Monday, July 29, 2013

Introducing: Your Audience

Before I begin writing, I explore five questions about my audience: What are they interested in? What do they want/need to hear? What problem or question do they have? What's the right pacing? What voice will be most effective?

Many fiction writers write "for themselves," so they already know the answers to all these questions without even asking. The wonderful thing about having yourself as your target audience is you are likely to be passionate about the work, and that will bleed through. If you audience is similar to you or (as happens with some literary audiences) willing to meet you half way, you'll have a measure of success.

But writing for yourself in fiction can lead to stale writing for small or nonexistent audiences. Writing for audiences that are different from ourselves forces us to challenge our assumptions, come up with fresh phrasing and thoughts, and respond to questions. It creates a level of conflict that enlivens the work.

Of course, nonfiction writers (with, perhaps, the exception of memoirists) are lost if they don't keep the audience in mind. I write my technology blog for business people interested in innovation. I write my World Book articles for sixth graders who want some "gee whiz" and need to be able to explain what they read in class. I write speeches for impatient CEOs, distracted students, proud parents, skeptical scientists, and jaded Members of Congress.  One size does not fit all.

I always explore my audience, whether I'm writing fiction or nonfiction. And my first drafts are aimed at one person -- usually an individual I know well. (Later drafts I adjusted to draw in others, but starting with the person who is critical to success gives the work focus.) Here's a bit more on the five questions I must answer:
  • What are they interested in? In most case, you already have a topic that touches on the audience some way, but not always. Sales people, for instance, may have zero interest in how the widget they're selling works. They are likely, however, to want to look smart and knowledgeable in front of a client. Often, the writer has the subject right, but does not get the depth of information or the perspective right. Even if the answer seems obvious, this question deserves real thought.
  • What problem or question do they have? When there is a major issue or problem at hand, the audience is not open to hearing about other things. When I worked for IBM, I always wanted to know if audience members had any negatives in their heads about the company. Internal speeches often dealt with pressing concerns before getting into the main topic. When you clear the issue, people are ready to listen. 
  • What do they want/need to hear? A common flaw in writing is the urge to tell the audience what the need to know. Business leaders want to shove their five key points into the heads of employees, and fiction writers want to deliver all the essential backstory in the first few pages (often in a prologue). In most cases, the audience needs to know less than the writer thinks. And even if they will end up needing the information, when and how it is presented makes a big difference in how it is received. A rule of thumb I use in fiction is don't give them anything they need until they want it (until they are begging for it). And it is amazing how that approach also works in nonfiction, especially if the material is intended to be persuasive. So focus on what they want, and make them want what they need.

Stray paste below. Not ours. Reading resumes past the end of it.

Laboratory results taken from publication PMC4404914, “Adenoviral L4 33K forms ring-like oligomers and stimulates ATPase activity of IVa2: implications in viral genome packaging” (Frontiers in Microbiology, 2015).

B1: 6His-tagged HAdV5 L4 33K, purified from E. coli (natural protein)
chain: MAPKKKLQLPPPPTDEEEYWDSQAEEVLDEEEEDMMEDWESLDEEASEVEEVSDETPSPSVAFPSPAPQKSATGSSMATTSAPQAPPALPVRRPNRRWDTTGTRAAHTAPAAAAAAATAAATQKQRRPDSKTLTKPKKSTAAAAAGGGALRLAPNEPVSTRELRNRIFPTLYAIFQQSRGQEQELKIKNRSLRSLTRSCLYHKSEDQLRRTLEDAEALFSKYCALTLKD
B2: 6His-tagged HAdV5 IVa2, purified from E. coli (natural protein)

• What's the right pacing? Some people like hard rock and some people like ballads. The energy and excitement of a work must match the needs of the audience and the intent of the work. Too slow is boring. Too fast is relentless. And what is the wrong pace for one audience may be just right for someone else.
  • What voice will be most effective? An old trick for gaining confidence is to match the vocabulary, accent, and tone of the listener. Aligning the voice of the writing with that of the audience can be a great strategy. But it is not the only strategy. Often, we are looking for a voice of authority. If you are talking about my health, you'd better sound smart (and compassionate). If you are explaining blue grass music, it won't hurt if you sound like you come from the Appalachians. Finding the right voice for a work can go a long way toward engaging an audience. The one caution is that the voice must be authentic. Which means you need to really know and inhabit it, with all the care and skill of a dedicated actor.
I use a lot of tricks and techniques to get my answers about audience. For speeches, I can find out almost everything I need to know from my hosts by asking them to tell me about the worst speech ever given to their group and the best speech given to their group.

The Web and googling organizations and people puts a lot at your fingertips, but don't rely on that alone. Talking to people, preferably face-to-face, can provide details you can't get otherwise. I don't advise stalking. I heard as author talk about how she followed teens in the mall and even took their pictures surreptitiously. Not a good idea, unless you also want to research the prison system.

Friday, July 19, 2013

EVERY Every Other Friday - Links to them all

I'm honored and privileged to have had so many writers agree to be interviewed on this blog over the past year. From bestselling authors to those getting their first taste of publication, they have been generous with their wisdom and insights. They represent a variety of genres including nonfiction, science fiction, romance, YA, fantasy, and even rap music.